Speaking in a press release, Oatly’s Director of Public Affairs and Sustainable Eating Cecilia McAleabey also added: “This goes directly against the EU’s intent to promote more sustainable food production and makes it more difficult for consumers to choose plant-based options.”

The push from the EU towards more sustainable food production that McAleabey mentions is the Farm to Fork strategy from the European Commission. The strategy criticises the current European food pattern and calls for a shift to a more plant-based diet. According to the publication “current food consumption patterns are unsustainable from both health and environmental points of view.” 

Seeing as the EU is encouraging its inhabitants to consume a more plant-based diet, it seems contradictory to implement an amendment that would arguably decrease the consumption of plant-based food. The Cornell University study mentioned earlier found that restricting non-dairy products from referring to dairy in their packaging rather causes more consumer confusion than less, seeing as consumers are not sure what to expect when they come across terms as oat drink, or soy slices. 

“We don’t think consumers are confused, the products have been around for 40 years, our members never receive any complaints of consumers that they’ve bought a plant-based product by mistake. […] For us it’s clear that it’s not a problem of consumer understanding,” says Vinciane Patelou, associate director of ENSA, the European Plant-based Foods Association.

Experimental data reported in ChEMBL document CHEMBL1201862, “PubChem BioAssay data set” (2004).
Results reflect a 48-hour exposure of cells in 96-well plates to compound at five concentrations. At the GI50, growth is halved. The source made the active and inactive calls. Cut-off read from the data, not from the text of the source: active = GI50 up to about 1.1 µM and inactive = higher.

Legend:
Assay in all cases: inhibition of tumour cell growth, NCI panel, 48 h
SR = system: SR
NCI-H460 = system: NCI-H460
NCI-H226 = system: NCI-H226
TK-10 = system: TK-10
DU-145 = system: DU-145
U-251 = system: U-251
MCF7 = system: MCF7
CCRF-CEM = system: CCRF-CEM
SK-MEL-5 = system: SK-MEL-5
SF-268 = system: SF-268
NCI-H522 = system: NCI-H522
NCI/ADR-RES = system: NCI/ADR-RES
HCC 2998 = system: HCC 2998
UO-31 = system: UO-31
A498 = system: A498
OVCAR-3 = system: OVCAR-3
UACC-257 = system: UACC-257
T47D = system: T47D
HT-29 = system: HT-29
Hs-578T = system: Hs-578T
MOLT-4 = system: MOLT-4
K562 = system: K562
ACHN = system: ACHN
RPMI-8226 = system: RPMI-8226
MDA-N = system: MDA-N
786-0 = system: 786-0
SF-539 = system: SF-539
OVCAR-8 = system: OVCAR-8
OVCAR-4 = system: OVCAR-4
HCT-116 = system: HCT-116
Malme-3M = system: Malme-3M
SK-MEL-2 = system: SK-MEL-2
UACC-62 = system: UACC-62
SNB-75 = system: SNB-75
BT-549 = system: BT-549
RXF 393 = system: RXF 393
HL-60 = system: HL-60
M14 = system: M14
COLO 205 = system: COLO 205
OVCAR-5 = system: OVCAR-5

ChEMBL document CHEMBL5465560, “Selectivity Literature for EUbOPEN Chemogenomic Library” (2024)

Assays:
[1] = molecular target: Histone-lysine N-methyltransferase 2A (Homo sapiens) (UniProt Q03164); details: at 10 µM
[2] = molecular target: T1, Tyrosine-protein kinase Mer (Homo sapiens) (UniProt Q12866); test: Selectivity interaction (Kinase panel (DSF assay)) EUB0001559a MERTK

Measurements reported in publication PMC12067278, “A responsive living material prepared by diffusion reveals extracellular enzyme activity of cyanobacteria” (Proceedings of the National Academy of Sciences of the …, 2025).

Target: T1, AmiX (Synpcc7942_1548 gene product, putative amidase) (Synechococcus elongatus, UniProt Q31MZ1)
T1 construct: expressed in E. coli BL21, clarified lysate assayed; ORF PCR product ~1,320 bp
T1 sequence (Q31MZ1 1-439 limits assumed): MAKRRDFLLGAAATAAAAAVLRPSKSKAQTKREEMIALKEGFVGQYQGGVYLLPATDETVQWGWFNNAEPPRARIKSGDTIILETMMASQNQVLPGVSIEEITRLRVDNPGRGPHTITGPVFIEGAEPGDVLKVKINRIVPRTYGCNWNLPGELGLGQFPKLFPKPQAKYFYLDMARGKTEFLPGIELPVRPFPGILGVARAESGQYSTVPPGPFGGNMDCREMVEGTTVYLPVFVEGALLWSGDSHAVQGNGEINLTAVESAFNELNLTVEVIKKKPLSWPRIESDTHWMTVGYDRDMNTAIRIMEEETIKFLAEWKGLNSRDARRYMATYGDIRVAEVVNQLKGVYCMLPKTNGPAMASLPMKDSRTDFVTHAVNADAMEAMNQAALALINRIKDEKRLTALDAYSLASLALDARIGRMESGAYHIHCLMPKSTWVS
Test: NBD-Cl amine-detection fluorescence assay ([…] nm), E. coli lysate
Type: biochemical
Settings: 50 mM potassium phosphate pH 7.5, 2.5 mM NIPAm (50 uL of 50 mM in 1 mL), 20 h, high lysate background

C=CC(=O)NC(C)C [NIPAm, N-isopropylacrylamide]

The initial reasoning brought forward by the European Parliament for implementing amendment 171 holds no basis, scientific or other. The Cornell University research shows that non-dairy products evoking dairy products in their packaging does not create consumer confusion. In addition, amendment 171 contradicts the EU’s flagship push for an increase in plant-based diets, as seen in the newly developed ‘Farm to Fork’ strategy. This caused us to investigate whether there were additional motivations for the European Parliament to push for amendment 171. What we have found is that 56% of MEP’s whose policy area is agriculture can potentially attain personal gain from implementing the amendment due to their connections to the agriculture industry. We therefore argue that this is not a decision which has been objectively made, and the implementation of amendment 171 cannot be fairly justified. 

Our full investigation into the MEP’s of the Committee of Agriculture and Rural Development is listed below.

By George Cooper and Robin van Gammeren